Wanshou Gong of Jingming Sect

From Wiki China org cn

Wanshou Gong (Longevity Palace), whose full name is Yulong Longevity Palace (Yulong Wanshou Gong 玉隆万寿宫), is on the West Mountain or Mount Xishan (also called Xiaoyao Shan or Carefree Mountain逍遥山), more than 30 km southwest of the city of Nanchang in Jiangxi Province. It is the ancestral temple of the Jingming (Pure Brightness) sect.

Xu Xun, who styled himself Jingzhi, was born during the Eastern Jin Dynasty (317-420). He was worshipped as the founder of the Jingming sect. His ancestral home was in Xuchang in Henan Province but the entire family moved south to Nanchang in Jiangxi Province at the end of the Han Dynasty to avoid the chaos caused by war. According to Daoist records, Xu Xun made a living by hunting when he was young. One day, he went into the mountains and shot a pregnant deer. The doe gave birth, licked her baby and then died. Moved with compassion, Xu decided to stop hunting and started to concentrate on studying Daoism. Hearing that Wu Meng had mastered Daoist doctrines, he formally acknowledged Wu as his master to learn all the skills from him.

Recommended for his filial piety and moral record, Xu took up the post of magistrate of Jingyang County in Sichuan Province in 280, the first year of Taikang reign period of the Jin Dynasty. He later gave up his post and went back east. He went to the West Mountain region of Nanchang with Wu Meng to preach the principle of filial piety. It is said that the group of followers numbered hundreds of people and there were 12 key members, whom later generations called the Twelve Perfect Sovereigns. According to Daoist legend, Xu Xun’s “entire family, even including his chickens and dogs, flew up to heaven” on the 15th day of the eighth lunar month in the year 374, the second year of the Eastern Jin Dynasty’s Ningkang reign period. It is said that Xu Xun passed on the teachings of the Jingming tradition of loyalty and filial piety to He Zhengong after Xu was born a second time early in the Southern Song Dynasty. Expounded and propagated by Liu Yu, Huang Yuanji and others during the Yuan Dynasty, the teachings became the basis of the influential Jingming sect, which advocated “honesty, sincerity, loyalty and filial piety” to help people become immortal. As a result, the Longevity Palace near Nanchang became the Jingming sect’s ancestral temple and the West Mountain became its ancestral mountain.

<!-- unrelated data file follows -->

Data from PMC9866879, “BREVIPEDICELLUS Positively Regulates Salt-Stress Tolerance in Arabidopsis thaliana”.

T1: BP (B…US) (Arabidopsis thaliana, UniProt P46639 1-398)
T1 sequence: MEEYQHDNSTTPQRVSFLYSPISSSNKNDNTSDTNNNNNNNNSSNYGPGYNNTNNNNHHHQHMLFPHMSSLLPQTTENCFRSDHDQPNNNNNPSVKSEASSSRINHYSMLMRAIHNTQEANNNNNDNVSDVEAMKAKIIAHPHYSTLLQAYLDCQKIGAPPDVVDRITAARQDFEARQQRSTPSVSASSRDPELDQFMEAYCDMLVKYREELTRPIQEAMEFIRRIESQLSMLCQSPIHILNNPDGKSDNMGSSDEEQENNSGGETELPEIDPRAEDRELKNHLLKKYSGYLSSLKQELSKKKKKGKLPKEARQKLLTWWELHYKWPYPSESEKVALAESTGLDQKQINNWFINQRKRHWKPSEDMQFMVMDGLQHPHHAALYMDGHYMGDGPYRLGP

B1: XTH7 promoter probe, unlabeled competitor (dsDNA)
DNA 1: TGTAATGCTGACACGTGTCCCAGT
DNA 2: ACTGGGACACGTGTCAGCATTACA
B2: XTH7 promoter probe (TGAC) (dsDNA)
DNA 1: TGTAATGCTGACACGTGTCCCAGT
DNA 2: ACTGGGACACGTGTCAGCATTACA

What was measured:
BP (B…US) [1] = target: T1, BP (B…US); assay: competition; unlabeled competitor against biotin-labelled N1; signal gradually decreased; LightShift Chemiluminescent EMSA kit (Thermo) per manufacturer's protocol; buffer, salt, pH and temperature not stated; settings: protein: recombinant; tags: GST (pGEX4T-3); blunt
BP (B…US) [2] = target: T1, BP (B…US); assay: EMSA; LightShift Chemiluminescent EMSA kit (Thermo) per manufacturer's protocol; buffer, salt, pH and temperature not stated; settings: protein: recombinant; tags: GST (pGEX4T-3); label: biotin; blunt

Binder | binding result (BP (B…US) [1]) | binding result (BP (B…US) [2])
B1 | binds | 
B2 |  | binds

Legend has it that people from Xu Xun’s area built the Immortal Xu Temple there to honor his memory after he ascended to heaven. The Song Dynasty Emperor Huizong dreamt that Xu Xun had subdued demons to cure the emperor’s disease during the period of day between 7 a.m. and 9 a.m. on the first day of the lunar month in 1116, the sixth year of the Zhenghe reign period. The emperor then ordered that the word “longevity” be added to the name Yulong Palace, and he had the temple rebuilt based on the style of the luxury Chongfu (Sublime Fortune) Palace in Xijing, the Western Capital (Chang’an). The temple went through many disasters and was later seriously damaged.

The present Longevity Palace, filled with incense smoke curling upward, looks solemn and awe-inspiring, with newly installed walls, and resplendent and magnificent halls such as Brilliance Hall, the Hall of Mother Shen, the Hall of the Three Pristine Ones, the Hall of the Three Officials, and the Hall of Lord Guan Yu. A statue of Xu Xun has been enshrined for worship in Brilliance Hall, with the two immortals Hu and Zhan, and the 12 Great Perfect Men standing on either side. The Jade Emperor conferred on Xu Xun the title Envoy of Brilliance after Xu ascended to heaven, hence the hall’s name. Built on a broad platform, the hall is five bays wide and three bays deep. It is surrounded by winding corridors and it is covered on top by a double-eaved roof of colorful glazed tiles.

Outside Longevity Palace are nine narrow-shaped hillocks known as the “nine dragons paying tribute.” Eight are covered with thick greenery, and the remaining one has loess and a disarray of stones but no plants. It is said that, when the nine flood dragons came to worship Xu Xun, one of them plotted to rebel. Flying into a rage, Xu Xun skinned the dragon, leaving it bare. Later, he made immortality pills on its back. According to local people, some stones can be found on the mountain that make an echoing noise if they have been shaken by heavy rainfall. These are called “echo stones” and are said to be the remains of the immortality pills made by Xu Xun. Numerous religious believers have been attracted to the mountain to look for these stones.